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1-188 (Raw)

Item metadata
Speaker:
author,male,Broadside,un addressee
ns1:discourse_type
Newspaper Article
Word Count :
1077
Plaint Text :
ns1:register
Public Written
ns1:texttype
Newspapers & Broadsides
ns1:localityName
http://dbpedia.org/resource/New_South_Wales
Created:
1821
Identifier
1-188
Source
Ingleton, 1988
pages
86-87
Document metadata
Extent:
6325
Identifier
1-188-raw.txt
Title
1-188#Raw
Type
Raw

1-188-raw.txt — 6 KB

File contents



<source><g=m><o=b><age=un><status=2><abode=un><p=nsw><r=pcw><tt=nb><1-188>
On Friday 26th. of January 1821, the above Court assembled at ten in the forenoon, and proceeded on the trial of four out of the thirteen convicts who took out of the port of the River Derwent, in the night of the 27th. of February 1819, the Young Lachlan schooner, which was afterwards burnt to the water-edge upon an island on the coast of Java, and the four now placed at the bar were brought back to this Colony from India in the ship St. Michael, which arrived in this port on the 28th of September last.
It will be recalled that the Young Lachlan, which for the convenience of loading had been anchored in the river abreast the owner's, the late and respected Captain Howard, residence and store, on Macquarie Point, and that the master of the vessel had gone into the country to arrange the completion of the cargo; but that contrary to the Port Orders the master had left the schooner with its lower sails bent on, and had only unshipped, but had not landed the vessel's rudder.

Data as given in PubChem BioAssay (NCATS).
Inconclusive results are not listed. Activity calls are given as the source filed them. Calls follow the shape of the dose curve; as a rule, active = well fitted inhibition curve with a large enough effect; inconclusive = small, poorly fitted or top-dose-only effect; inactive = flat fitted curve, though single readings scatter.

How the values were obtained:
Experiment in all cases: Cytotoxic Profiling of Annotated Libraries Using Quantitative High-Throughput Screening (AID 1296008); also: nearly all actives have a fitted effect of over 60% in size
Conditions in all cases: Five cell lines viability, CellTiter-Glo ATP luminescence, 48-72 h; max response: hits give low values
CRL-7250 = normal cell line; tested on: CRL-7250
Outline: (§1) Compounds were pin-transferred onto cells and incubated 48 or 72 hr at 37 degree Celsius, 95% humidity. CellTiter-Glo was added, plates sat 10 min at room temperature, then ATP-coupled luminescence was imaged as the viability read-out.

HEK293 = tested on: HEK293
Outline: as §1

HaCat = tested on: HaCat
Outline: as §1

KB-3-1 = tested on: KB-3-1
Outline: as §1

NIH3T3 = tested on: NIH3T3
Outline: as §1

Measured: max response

These circumstances had been noted by a party of convicts, viz: Daniel Clarke, 43, a seaman; Malcolm Campbell, 26, a seaman; John Wallis, 21, a seaman; Robert Edon, 21, a seaman; George Young, 26, a labourer; Patrick Cotton, 42, a labourer; Samuel O'Hara, 21, a house - painter; John Cartwright, 40, a slater; William Evans, 25; all these convicts had been transported for life. William Green, 28, a gunsmith, transported for 14 years, and Obadiah Savage, 25, a nuller and baker; Henry Cooper, 23, a pastry - cook, and Christopher Read, 19, a printer; the three last-named convicts transported for 7 years.
The pirates found on board the Young Lachian, four seamen, her crew, asleep, and whom were quickly secured. [87] There being at the time, a strong land wind, the night very dark, and the vessel conveniently anchored outside the harbour proper, enabled the pirates to get her away without being observed. She was not seen by the guard at Mulgrave Battery and only at daybreak had the event become known.
Two Government boats and Mr. Birch's sloop had been promptly sent in pursuit, but they had returned the following Wednesday, after rescuing the four seamen belonging to the crew of the Young Lachlan, who had been put ashore by the pirates on Bruni Island.
The Young Lachlan had been provisioned, but was without water, and in consequence the sufferings of the unfortunate men had been extreme on their perilous passage to Java, where they endeavoured to sell the stolen schooner to pay for their passages to England. In that endeavour they were unsuccessful, and when the Dutch Officials demanded the vessel's papers, they could not be produced, and the pirates hastily departed. They then reached the decision to burn the schooner, Young Lachlan, and to continue their voyage in the vessel's boat.